Guam – It’s not that she refused to pursue charges against police officers in the Blue House human trafficking case, former U.S. Attorney Alicia Limtiaco and now a lt. governor candidate says she was bound by ethical responsibilities from speaking about the case.
At least that’s how she characterized her response to political opponent Fred Bordallo’s claims that she dropped the ball in the case–by dodging many of our questions.
It started out as an allegation from Troy Torres, the former communications director for Governor Calvo. Torres has targeted every gubernatorial camp except for his former bosses on the Rodriguez-Cruz ticket and the Aguon-Limtiaco team since spending one night in jail on drug charges.
But now we’re seeing a ripple effect from Torres’ latest target, former Chief of Police and now a lt. governor candidate Fred Bordallo. Torres claimed Bordallo tried to sweep the high profile Blue House human trafficking case under the rug.
But Bordallo quickly shifted the focus of these accusations over to yet another political opponent, implying Limtiaco dropped the ball in going after police officers involved in the Blue House prostitution ring.
So we sat down with Limtiaco, now the running mate of gubernatorial candidate Sen. Frank Aguon Jr.
“Fred Bordallo certainly is entitled to his own views and recollection of events at that time and I respect that those are his views. I also know, however, that as law enforcement, that we, in any impending investigation or case, would not ever comment on those pending matters,” Limtiaco said.
Her answer is in direct response to Bordallo’s claims that Limtiaco refused to answer him when he asked whether she planned to pursue charges against Officer David Manila or others on the police force while the federal trial was still ongoing.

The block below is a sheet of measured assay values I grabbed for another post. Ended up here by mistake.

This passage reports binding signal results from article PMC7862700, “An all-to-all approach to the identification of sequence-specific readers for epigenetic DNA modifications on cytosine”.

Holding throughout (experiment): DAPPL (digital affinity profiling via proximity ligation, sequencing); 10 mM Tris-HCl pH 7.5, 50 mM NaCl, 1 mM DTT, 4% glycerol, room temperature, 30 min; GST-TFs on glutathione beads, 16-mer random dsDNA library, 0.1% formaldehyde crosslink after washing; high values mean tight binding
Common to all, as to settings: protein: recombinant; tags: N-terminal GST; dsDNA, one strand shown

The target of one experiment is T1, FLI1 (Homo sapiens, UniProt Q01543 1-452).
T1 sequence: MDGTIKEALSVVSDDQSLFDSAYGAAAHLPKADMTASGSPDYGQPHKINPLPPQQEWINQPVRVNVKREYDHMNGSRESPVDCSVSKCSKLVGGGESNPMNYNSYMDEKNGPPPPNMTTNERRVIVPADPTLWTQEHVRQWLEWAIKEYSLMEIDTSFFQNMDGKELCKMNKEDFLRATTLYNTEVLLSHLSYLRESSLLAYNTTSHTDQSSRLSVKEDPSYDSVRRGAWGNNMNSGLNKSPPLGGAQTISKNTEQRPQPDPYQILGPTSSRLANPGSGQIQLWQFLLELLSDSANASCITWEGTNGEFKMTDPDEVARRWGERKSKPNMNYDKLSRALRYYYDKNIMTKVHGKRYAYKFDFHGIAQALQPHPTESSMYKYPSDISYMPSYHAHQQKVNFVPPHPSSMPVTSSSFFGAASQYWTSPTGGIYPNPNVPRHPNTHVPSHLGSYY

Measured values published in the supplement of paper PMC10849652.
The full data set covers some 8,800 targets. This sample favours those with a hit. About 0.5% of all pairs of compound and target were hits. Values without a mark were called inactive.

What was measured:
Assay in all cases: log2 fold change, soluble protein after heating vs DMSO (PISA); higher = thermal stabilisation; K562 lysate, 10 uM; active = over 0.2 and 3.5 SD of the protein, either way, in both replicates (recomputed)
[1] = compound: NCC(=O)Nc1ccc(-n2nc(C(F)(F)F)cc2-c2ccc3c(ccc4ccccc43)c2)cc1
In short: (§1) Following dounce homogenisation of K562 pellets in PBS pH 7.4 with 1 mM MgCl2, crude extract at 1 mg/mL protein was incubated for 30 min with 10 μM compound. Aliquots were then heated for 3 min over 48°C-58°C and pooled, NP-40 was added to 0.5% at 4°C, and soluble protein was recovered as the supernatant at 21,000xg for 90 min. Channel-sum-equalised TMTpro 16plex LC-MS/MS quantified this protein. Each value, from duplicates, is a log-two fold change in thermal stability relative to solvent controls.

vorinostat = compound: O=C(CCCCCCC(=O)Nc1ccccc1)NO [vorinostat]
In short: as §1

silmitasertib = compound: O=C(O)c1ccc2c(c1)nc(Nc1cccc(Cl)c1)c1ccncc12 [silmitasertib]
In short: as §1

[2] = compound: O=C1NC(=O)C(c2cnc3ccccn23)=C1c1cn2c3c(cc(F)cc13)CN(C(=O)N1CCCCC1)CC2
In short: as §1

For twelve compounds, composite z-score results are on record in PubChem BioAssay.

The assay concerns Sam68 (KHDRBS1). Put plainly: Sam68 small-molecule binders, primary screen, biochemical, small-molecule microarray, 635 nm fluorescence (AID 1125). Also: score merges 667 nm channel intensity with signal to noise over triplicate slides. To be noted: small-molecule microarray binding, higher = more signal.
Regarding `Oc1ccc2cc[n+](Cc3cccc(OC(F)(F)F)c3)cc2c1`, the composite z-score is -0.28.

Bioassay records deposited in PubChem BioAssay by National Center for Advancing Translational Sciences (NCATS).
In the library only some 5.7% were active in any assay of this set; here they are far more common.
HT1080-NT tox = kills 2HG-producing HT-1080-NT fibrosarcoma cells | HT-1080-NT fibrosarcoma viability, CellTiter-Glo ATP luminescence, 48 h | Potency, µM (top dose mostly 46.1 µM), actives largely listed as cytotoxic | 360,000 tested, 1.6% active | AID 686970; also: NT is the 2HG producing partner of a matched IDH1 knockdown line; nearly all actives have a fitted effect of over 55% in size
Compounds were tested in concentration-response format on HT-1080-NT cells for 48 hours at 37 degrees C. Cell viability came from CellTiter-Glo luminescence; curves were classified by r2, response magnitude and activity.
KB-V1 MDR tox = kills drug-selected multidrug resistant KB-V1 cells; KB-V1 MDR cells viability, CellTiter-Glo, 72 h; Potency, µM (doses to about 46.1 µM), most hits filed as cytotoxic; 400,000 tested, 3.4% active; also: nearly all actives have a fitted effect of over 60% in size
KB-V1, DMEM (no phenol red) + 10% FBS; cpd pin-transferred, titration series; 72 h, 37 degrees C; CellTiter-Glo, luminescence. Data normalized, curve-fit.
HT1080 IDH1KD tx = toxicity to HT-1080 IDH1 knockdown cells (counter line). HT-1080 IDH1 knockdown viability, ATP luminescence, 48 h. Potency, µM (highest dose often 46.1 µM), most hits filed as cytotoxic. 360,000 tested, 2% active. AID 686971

PNC: “First, is that true, and second was the reason for not responding, if it is true, because you were not able to comment on [the case] because of your position as the U.S. attorney?”
“Again I would stress that with any pending investigation or matter, it would not be appropriate or proper for law enforcement to really comment in any way,” she replied.
But the case is long over. In fact, federal charges against Manila and other police officers were never pursued in federal court. The men in blue instead were tried and convicted in a local court of law. Both cases are now closed.
“Regardless of the fact that the case has since been closed, I would be, as the former U.S. attorney, as a former attorney general, really, in any case bound by my ethical responsibilities and duties not to comment,” Limtiaco said.
No matter how hard PNC tried to pry answers out of the political candidate, Limtiaco maintained her legal posture, responding like a trained attorney.
PNC: “Was there any kind of immunity or deal given to [the police officers] in exchange for their testimony that they would not be prosecuted or face any kind of criminal charges?”
“Again, given the circumstances of what occurred at that time and my position, my formal responsibilities and duties, I would not be able to comment,” she replied.